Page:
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Why Did Jesus Say God Had Forsaken Him?

Why Did Jesus Say God Had Forsaken Him?

In Matthew 27:46, Jesus, while on the cross, says something remarkable:

“And about the ninth hour Jesus cried out with a loud voice, saying, ‘Eli, Eli, lema sabachthani?’ that is, ‘My God, my God, why have you forsaken me?’ (ESV)

Jesus saying this as his death loomed leaves us pondering two incredibly important questions: Did God forsake Jesus? If so, why? How could God the Son say this of God the Father? Using Scripture, let’s find the answers.

Did God Forsake Jesus?

Yes. As Paul wrote in 2 Corinthians 5:21, “For our sake he made him to be sin who knew no sin, so that in him we might become the righteousness of God” (ESV). Jesus was forsaken by God. He was made to be sin for us, treated by God as though He had committed all of our sins. All this Jesus took on in order that we could experience what Martin Luther called the Great Exchange: Jesus takes the penalty due to us for our sin and we, if we will trust in Him as Lord and Redeemer, we can receive the reward of eternal presence wit God due to Him because of His perfectly sinless life. This answers the question of why the Father would forsake Jesus: to save sinners like us.

Why Did Jesus Say This?

These words were not original when Jesus said them on the cross that day. Roughly one thousand years before that day at Golgotha, King David, Jesus’s ancestor, wrote Psalm 22. We can tell that David wrote this psalm during a time of intense hardship from the outset:

1 My God, my God, why have you forsaken me?
Why are you so far from saving me, from the words of my groaning?
O my God, I cry by day, but you do not answer,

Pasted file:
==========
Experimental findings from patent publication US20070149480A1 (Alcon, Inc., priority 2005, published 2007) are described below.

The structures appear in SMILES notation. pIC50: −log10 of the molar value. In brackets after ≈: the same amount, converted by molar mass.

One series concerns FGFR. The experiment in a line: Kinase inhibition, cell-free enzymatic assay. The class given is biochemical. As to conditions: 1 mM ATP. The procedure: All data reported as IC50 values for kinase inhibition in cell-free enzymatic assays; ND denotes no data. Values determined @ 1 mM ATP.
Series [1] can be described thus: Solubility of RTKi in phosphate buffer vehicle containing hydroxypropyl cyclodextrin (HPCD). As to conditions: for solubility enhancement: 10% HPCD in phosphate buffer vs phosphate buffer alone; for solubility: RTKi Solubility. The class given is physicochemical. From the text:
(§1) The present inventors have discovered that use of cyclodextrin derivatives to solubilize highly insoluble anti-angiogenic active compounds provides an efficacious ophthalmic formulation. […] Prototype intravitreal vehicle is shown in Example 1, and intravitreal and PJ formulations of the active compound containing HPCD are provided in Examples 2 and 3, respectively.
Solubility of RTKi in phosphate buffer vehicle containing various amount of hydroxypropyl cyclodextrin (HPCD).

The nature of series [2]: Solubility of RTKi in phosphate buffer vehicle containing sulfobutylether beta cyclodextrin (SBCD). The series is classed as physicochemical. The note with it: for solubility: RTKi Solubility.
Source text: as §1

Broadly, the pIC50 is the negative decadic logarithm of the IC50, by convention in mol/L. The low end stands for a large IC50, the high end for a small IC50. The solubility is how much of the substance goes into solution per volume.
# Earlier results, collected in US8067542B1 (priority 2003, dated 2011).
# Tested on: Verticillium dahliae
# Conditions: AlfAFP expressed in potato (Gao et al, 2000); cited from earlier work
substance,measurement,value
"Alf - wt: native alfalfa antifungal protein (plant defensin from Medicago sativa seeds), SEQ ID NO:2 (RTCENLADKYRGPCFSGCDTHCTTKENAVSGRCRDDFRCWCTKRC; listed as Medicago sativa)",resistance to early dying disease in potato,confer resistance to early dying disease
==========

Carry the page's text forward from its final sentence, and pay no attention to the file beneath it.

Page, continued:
and by night, but I find no rest. (ESV)

David needs to be saved from his predicament. He cries out to God and seems to hear no answer. He cries in the night for his Redeemer in despair. He can’t sleep.

David is in dire straits. Surely, he is about to call to God to task. That’s certainly where this would seem to be leading. But David was a man after God’s own heart. He follows:

Yet you are holy,
enthroned on the praises of Israel.
In you our fathers trusted;
they trusted, and you delivered them.
To you they cried and were rescued;
in you they trusted and were not put to shame.

David praises God- His holiness, faithfulness, and redemptive acts in history- despite the danger that he faces. He then brings us back to his suffering.

He’s mocked mercilessly by onlookers. They rebuke him for trust in the Lord, challenging God’s power to save David. But David does not lose his hope in God. He still believes the Lord can and will save him. The rest of the psalm turns into a triumphant send up of God’s greatness and David’s firm, unshakable faith in Him.

Jesus was the perfect model of a faithful Jewish person. He knew the Word of God deeply (because he was the Word of God incarnate!) and, prophetically, this psalm reflects Jesus’s experience on the cross. While the situation David (and Jesus) are in seems dire, God is, as He always is, the hero. He is praised and deliverance comes for those who love and seek Him.

When Jesus says “My God, my God, why have you forsaken me?” He is not impugning God’s character. He is not angry at God for His pain and suffering. In the face of His imminent death on the cross, Jesus quotes scripture to remind those who heard His voice then and read His words now that God is faithful, God is present, and God is the sovereign King of the universe.

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Sage Blalock

Follower of Christ. Proud husband to Jamie. Nihilistic Tennessee Volunteers fan. BA in Philosophy w/ concentration in Religious Studies, ETSU '16. Classical Studies Minor ETSU '16. Wake Divinity '19. Interests: Game of Thrones, The Dan Le Batard Show with Stugotz, and food. Big fan of food.

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